Governing The Gridiron

By MIKE LINDSAY
@CrumsRevenge
Contributing Writer

The 2013 Governor’s Cup is fast approaching. Excitement surrounding the two programs in the past six months has been undeniable. For Louisville, coming off of a tremendous season with a 33-23 win over #3 Florida in the Sugar Bowl. For UK, it was the hiring of Mark Stoops who has been setting the recruiting trail afire. If the momentum continues, this game could have national relevance in the next three years, which is a good thing. Starting next year the Governor’s Cup will be played at the end of the season alongside other ACC-SEC matchups Florida vs. Florida State, Georgia vs. Georgia Tech, and Clemson vs. South Carolina.

In last year’s game, Louisville rolled to a 32-14 victory. It was so lopsided a matchup that Charlie Strong pulled Teddy Bridgewater in the third quarter. Coach Strong claims it was to let Will Stein get some reps. However, one can’t overlook that Coach Strong and Former UK Coach Joker Phillips were close as they coached together under Lou Holtz at South Carolina.

A look at the series history will reveal a few trends. First, the importance of winning the running game. The team with most rushing yards has won the past 17 games. Secondly, the rivalry has a few win-streaks; Louisville won four in-a-row (2003-2006); Kentucky returned the favor with four of their own (2007-2010), and Louisville is sitting at a current streak of two, while heavily favored heading into the big game on Sept. 14 at Commonwealth.

A look at recent history, the results from Week 1, will tell you these teams are not on the same level. Louisville steam rolled Ohio in its opener 49-7, a team that went 9-4 last year, won its conference, and won its bowl game. Kentucky lost to Western Kentucky for the second straight year, although this year under the command of former Louisville coach, and offensive mastermind, Bobby Petrino.

Looking at Louisville

Louisville is heading into the season with a head full of steam and hoping their perceived weaker schedule doesn’t block them from the national title discussion.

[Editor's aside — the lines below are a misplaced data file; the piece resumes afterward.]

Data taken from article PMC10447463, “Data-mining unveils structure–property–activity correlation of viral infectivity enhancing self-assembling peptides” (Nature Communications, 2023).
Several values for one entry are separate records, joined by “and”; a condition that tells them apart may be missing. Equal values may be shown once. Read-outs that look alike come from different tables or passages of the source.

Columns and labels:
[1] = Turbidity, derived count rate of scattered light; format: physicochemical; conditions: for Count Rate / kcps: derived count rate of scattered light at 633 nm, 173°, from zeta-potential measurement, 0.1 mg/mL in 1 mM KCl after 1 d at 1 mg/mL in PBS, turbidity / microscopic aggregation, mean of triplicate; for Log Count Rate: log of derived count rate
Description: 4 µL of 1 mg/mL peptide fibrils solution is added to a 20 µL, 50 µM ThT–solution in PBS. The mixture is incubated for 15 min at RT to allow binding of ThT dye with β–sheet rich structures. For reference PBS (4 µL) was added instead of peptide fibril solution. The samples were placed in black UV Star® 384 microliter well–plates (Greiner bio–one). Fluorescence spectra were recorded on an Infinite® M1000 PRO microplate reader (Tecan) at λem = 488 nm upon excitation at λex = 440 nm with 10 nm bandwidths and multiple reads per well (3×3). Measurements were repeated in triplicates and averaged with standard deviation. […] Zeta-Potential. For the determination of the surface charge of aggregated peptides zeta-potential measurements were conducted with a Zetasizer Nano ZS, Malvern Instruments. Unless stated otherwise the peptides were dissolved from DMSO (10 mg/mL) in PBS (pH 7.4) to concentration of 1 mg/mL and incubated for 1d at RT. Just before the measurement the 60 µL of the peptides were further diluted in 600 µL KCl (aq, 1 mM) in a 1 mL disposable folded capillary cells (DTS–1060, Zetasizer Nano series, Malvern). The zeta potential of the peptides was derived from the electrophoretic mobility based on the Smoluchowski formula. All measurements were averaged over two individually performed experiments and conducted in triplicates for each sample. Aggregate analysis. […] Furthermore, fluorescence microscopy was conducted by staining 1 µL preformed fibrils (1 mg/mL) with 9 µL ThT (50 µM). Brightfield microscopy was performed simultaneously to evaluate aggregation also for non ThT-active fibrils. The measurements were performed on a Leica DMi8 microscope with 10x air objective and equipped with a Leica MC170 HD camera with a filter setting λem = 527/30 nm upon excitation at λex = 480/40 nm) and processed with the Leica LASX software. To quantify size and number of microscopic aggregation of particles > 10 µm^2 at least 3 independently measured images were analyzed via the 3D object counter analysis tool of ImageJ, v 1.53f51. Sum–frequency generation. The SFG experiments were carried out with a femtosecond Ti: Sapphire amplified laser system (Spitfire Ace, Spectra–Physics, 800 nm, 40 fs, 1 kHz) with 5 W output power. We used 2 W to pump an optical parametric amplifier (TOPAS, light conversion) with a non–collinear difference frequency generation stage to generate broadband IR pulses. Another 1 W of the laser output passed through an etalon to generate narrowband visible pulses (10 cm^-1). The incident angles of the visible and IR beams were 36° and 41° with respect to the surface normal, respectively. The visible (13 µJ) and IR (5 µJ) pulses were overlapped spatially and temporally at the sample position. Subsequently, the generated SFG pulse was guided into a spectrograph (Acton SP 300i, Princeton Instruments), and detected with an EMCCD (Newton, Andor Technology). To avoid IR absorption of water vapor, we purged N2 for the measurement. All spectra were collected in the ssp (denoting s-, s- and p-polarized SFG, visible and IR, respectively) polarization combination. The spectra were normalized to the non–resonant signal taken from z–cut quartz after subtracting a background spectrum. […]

At the Governor’s Cup press conference, Coach Strong spoke about how the team needs to view the schedule, “We can’t worry about our schedule, the most important thing to us is ‘are we improving?’ It isn’t about our opponents, it is about us as a team, and we are trying to improve each and every game.”

While the future is unknown, one thing is certain, Louisville is loaded. Heisman candidate, junior Quarterback Teddy Bridgewater, leads the offensive attack, which is loaded with skilled talented players. Teddy finished 2012 with 3,718 yards passing, 27 touchdowns to only 8 interceptions, and with a quarterback rating of 160.5. He is seen by many as a top 5 pick in next year’s NFL draft, possibly the first overall pick.
The wide receiver core is both deep and talented. It features 2012 reception leader Damian Copeland (50 catches), and Devante Parker. Parker a local product from Ballard High School is seen as a potential first round NFL draft pick if he can continue his outstanding production from 2012 where he led Louisville wide receivers in yardage (700), yardage per catch (18.6), and touchdowns (10). He averaged one touchdown for every four catches. Florida transfers tight end Gerald Christian, and wide receiver Robert Clark, also to be figured into the mix.

The running back stable is just as full. Dominique Brown is back from injury, as is 2012 running back’s touchdown leader Senorise Perry. Perry averaged a team leading 5.2 yards per carry before his season was cut short against Syracuse. If that wasn’t enough, the 2010 BCS national championship game MVP, Michael Dyer, joined the team late and is working his way into the rotation. If Dyer returns to his 2010 form, he will be potentially another first round NFL draft pick for the Cards. Add to that some large and athletic fullbacks, both former defensive lineman, and you can see this group will cause some trouble.

Photo Courtesy of UofL Athletics

Photo Courtesy of UofL Athletics